The European Council on Tolerance and Reconciliation (ECTR) is a non-governmental organisation that focuses on monitoring tolerance in Europe and preparing practical recommendations to improve interethnic relations and intercultural communication.
The ECTR consists of prominent political and public leaders, scientists, Nobel Prize laureates and individuals who have gained global recognition for their outstanding achievements in the humanitarian sphere and promotion of tolerance.
The ECTR's first meeting was held in Paris on October 7, 2008. Former President of Poland Aleksander Kwaśniewski consented to chair the Council. Viatcheslav Moshe Kantor, President of the European Jewish Congress, was named co-chair of the Council.
The key task of the Council is to prepare initiatives capable of drastically influencing tolerance promotion in Europe and fighting all forms of racial, ethnic, religious and cultural discrimination.
In early November 2008, as part of the Week of Tolerance in Europe, the ECTR presented a European Convention on Tolerance and a concept for a White Paper on Tolerance to leading European integration institutions, first of all the European Parliament and the Parliamentary Assembly of the Council of Europe. Both of these innovative conventions have great significance for promoting tolerance in Europe.
The European Convention on Tolerance in Europe is a complex of universal legislative steps to support tolerance and counteract all hate crimes.
The White Paper on Tolerance is to become a regular, systematic collection of tolerance practices and solutions for specific intercultural conflicts in European countries. The White Paper will be the first collection of its kind focusing on the transfer of positive practical experience.
In October 2010 in Madrid the ECTR conferred the First European medal of tolerance on the King of Spain Kuan Carlos I for his lifelong dedication and devotion to the issue of tolerance and political reconciliation. The second and the third European Medals of Tolerance have been conferred on President of Croatia Ivo Josipovic and Ex-President of Serbia Boris Tadic in Brussels, in recognition of the Balkan statesmen’s “significant contribution to promoting, seeking, safeguarding or maintaining Tolerance and Reconciliation on the European continent”.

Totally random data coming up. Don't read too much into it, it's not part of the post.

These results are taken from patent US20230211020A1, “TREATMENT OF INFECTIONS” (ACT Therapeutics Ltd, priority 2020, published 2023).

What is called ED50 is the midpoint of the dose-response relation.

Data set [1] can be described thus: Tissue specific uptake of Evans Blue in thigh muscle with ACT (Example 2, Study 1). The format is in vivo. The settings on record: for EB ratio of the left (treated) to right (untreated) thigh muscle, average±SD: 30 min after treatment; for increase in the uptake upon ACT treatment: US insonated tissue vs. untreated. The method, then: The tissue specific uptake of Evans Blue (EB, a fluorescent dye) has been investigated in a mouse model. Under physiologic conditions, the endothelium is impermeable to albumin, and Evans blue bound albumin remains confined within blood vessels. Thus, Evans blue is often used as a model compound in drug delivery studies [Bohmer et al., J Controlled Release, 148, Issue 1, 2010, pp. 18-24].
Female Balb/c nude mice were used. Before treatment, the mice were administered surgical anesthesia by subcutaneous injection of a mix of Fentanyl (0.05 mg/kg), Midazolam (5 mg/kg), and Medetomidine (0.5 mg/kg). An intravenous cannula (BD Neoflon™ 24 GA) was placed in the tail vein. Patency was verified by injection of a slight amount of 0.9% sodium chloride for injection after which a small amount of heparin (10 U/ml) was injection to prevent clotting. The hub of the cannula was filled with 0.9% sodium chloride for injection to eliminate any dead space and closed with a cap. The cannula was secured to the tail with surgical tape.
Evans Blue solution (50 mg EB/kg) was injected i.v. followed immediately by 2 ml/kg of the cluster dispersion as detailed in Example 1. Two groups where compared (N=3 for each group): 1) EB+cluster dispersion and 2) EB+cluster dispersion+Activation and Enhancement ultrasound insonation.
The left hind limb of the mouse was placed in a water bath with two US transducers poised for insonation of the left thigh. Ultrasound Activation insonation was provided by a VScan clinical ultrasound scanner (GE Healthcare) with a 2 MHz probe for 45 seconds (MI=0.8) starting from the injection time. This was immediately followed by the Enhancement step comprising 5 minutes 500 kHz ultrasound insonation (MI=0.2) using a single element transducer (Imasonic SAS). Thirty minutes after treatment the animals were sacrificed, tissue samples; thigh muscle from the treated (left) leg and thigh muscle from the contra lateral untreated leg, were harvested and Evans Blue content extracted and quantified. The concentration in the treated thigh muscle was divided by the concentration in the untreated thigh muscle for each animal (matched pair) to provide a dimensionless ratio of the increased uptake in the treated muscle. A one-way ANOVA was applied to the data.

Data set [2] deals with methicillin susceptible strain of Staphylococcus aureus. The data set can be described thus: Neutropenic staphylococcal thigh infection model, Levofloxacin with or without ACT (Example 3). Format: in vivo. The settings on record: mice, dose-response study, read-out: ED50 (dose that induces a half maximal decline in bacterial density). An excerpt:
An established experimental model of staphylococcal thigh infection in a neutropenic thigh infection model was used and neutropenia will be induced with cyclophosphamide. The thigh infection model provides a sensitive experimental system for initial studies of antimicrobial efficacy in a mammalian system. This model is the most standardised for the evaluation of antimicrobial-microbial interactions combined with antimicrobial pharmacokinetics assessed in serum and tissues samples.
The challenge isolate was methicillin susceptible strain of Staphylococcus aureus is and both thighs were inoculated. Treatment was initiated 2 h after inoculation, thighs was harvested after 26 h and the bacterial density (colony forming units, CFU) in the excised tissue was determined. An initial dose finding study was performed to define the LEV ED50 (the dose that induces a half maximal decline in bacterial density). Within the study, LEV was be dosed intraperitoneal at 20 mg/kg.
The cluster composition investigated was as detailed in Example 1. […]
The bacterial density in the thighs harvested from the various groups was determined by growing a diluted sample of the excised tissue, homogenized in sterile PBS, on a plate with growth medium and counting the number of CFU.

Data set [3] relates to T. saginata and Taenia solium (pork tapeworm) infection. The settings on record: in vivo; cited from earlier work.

The ECTR was one of the initiators and organisers of the international conference “Towards Reconciliation. Experiences, Techniques and Opportunities for Europe” held on October 24-25, 2010, in Dubrovnik, Croatia. The gathering brought together current and former heads of European nations to collect European experience in reconciliation, and offer them to the Balkan nations.
The ECTR held a Round Table Meeting in Moscow on October 25, 2011. Russian and international experts discussed issues of paramount importance connected with the current status, aspects and promotion of tolerance in Europe and in Russia. The experts also touched on such topics as the boundaries of tolerance, nuclear tolerance and secure tolerance in order to prevent a clash of civilisations. The ECTR’s initiative to establish a Centre for Tolerance and Security at a leading European university was also discussed at this meeting.
In October 2012 ECTR Co-Chairmen Alexander Kwasniewski and Viatcheslav Kantor have officially presented to public the Model National Statute for the Promotion of Tolerance. This document has been passed to the President of the European Parliament Martin Schulz. The Model National Statute has been unanimously adopted – under the sponsorship of the ECTR – by a group of experts consisting of five scholars from different countries and from diverse backgrounds: Prof. Yoram Dinstein (Professor Emeritus of International Law and Human Rights, Tel Aviv University, Israel) (Chair); Dr. Ugo Genesio (retired Judge, Italian Supreme Court); Prof. Rein Mullerson (Rector, University Nord, Talinn, Estonia); Prof. Daniel Thürer (Professor Emeritus of International and European Law, University of Zurich, Switzerland); and Prof. Rȕdiger Wolfrum (Director, Max Planck Institute for Comparative Public law and International Law, Heidelberg, Germany). The Statute is designed for adoption by the respective national legislatures of European States. Its purpose is to fill a vacuum: although all European States are committed to the principle of tolerance, nowhere is this principle defined in binding legal terms. The principal challenge in preparing the Model Statute was to go beyond rhetoric and generalities, spelling out concrete and enforceable obligations that ensure tolerance and stamp out intolerance. The ECTR has presented this document in a series of meetings and seminars with international organizations, including the Council of Europe and the OSCE. As a result there is currently a joint ECTR-European Council task force which is working on its implementation.